Could feeding cattle seaweed help reduce methane emissions?
Scoil Mhuire students take part in SEAI competition
Could seaweed eating cows help reduce greenhouse gas emissions and save the world from climate change?
Two Scoil Mhuire students, Sinead O’Neill and Hagar Soliman believe the science behind bovines chewing seaweed and will now produce a one minute video and give presentations to showcase their belief.
The two students have been selected as one of the top teams who will advance to the next stage of the ‘One Good Idea’ competition which is run by Sustainable Energy Authority of Ireland (SEAI). Noreen Gillis, a teacher of science, chemistry and physics said the annual SEAI competition was something which both of her students were very interested in.
Sinead O’Neill who comes from a beef farm told The Corkman that from their study they have found that if cows eat dry seaweed there is a 30 per cent reduction in methane. She said that methane is a gas responsible for around a quarter of man-made global warming.
However, she said a compound found in some seaweed disrupts enzymes used by the microbes to produce methane.
Seaweed cultivation can be undertaken without land, fresh water or fertiliser and it is regarded as an appealing supplement not only because of its gas limiting effects but because it is easy to grow.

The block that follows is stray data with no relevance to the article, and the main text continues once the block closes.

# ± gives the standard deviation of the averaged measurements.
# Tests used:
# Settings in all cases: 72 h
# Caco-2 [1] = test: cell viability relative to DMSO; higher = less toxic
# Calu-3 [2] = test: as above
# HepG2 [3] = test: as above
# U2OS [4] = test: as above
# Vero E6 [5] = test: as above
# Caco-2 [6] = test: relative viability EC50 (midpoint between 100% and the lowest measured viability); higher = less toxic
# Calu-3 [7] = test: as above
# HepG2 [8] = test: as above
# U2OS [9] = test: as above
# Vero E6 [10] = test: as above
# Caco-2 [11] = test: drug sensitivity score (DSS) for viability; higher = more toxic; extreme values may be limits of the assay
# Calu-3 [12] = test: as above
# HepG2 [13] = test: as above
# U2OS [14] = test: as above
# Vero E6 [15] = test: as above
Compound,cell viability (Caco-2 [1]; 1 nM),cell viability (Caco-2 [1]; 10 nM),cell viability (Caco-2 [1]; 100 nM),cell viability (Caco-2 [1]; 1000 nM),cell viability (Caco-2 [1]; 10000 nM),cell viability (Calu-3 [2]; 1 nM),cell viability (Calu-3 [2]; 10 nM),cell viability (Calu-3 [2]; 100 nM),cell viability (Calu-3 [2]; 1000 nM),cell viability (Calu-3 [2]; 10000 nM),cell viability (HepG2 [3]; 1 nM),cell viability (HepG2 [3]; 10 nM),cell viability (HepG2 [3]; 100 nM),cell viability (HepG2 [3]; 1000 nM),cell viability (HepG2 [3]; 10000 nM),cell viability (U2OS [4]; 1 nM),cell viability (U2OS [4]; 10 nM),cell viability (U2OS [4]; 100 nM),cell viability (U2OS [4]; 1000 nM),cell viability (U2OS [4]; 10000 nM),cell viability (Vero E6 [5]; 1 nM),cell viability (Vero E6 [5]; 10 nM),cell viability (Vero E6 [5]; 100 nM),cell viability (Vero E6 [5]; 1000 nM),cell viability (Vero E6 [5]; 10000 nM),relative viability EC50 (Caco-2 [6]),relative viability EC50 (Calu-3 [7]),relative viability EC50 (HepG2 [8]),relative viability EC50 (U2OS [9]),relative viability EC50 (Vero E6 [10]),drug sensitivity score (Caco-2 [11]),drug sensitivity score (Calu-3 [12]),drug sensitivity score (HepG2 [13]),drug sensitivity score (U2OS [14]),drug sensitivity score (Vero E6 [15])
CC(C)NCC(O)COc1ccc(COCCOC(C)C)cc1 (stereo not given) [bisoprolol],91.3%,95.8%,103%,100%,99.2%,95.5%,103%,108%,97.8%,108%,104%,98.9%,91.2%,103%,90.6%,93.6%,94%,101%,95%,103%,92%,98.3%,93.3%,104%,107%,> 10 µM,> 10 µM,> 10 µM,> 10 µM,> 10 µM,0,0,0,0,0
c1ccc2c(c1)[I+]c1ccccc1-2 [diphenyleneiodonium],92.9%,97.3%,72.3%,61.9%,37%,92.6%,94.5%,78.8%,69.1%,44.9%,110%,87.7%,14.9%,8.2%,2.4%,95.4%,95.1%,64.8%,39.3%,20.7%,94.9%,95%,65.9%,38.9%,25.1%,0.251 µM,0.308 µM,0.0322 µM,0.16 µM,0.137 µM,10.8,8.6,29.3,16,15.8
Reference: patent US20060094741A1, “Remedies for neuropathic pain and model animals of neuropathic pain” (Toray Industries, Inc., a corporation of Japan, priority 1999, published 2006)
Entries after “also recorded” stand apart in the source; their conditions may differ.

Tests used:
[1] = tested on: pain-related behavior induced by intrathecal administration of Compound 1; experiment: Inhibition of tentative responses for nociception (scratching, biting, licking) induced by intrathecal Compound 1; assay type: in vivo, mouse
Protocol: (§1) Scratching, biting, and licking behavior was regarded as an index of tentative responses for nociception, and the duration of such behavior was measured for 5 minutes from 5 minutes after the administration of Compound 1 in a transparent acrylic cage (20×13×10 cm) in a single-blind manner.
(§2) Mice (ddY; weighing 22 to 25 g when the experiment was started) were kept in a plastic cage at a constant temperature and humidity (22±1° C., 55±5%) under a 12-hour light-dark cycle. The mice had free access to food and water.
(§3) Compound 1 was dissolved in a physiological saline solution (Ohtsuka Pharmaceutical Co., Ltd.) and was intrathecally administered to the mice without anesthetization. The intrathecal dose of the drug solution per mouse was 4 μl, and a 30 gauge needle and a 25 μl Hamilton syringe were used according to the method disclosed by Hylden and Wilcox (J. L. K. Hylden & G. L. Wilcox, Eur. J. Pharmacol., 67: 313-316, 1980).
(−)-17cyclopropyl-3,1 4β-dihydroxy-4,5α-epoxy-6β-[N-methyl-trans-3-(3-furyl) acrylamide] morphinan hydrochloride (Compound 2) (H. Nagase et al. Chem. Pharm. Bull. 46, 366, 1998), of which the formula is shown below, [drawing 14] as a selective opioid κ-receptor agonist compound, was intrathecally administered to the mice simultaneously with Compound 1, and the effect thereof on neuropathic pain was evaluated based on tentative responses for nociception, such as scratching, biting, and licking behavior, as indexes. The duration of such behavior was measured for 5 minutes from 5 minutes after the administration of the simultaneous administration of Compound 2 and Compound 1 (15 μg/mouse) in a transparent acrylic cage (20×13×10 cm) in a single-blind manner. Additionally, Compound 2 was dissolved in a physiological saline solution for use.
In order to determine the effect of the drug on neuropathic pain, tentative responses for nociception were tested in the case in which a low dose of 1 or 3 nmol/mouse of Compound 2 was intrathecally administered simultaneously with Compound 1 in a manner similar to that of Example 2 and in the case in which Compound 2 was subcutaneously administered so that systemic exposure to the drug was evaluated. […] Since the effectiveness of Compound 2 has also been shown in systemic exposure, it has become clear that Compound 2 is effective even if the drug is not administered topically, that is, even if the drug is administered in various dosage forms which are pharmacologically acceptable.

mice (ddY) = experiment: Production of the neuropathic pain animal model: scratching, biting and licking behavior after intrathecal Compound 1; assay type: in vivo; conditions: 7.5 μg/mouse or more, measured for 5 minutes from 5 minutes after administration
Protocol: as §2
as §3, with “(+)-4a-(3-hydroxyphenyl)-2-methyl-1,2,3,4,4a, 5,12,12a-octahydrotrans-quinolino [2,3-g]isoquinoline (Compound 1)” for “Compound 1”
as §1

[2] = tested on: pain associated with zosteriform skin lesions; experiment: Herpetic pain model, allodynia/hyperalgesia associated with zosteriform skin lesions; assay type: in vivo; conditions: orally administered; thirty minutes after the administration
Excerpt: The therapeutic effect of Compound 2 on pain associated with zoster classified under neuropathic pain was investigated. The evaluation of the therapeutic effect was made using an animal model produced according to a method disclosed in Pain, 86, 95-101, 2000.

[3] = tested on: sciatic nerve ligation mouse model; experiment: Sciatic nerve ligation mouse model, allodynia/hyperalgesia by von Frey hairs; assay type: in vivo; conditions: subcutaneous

“There is a lot of seaweed in Ireland and so far Irish farmers do not feed seaweed to their cattle,” said Sinead.
Fellow student, Hagar Soliman said she has loved science since national school and jumped at the chance to do the project submission for the SEAI competition.
She also read previous published papers which looked into the reduction of methane. “A study done in California found cows who ate seaweed the result was a 38% reduction in methane production. However, in Australia that figure was even higher, when cows had red algae there was a reduction of 99 per cent,” she said.
She said there is an abundance of seaweed in Ireland and it is widely used in the cosmetic industry.
Methane is created in cattle production when cows pass gas, belch and defecate. While methane can be short-lived as a climate pollutant, it is considered at least 25 time more potent as a heat-trapping gas than carbon dioxide.
The students will now prepare a one minute video on their study along with undertaking a promotional campaign on-line for the next stage of the competition.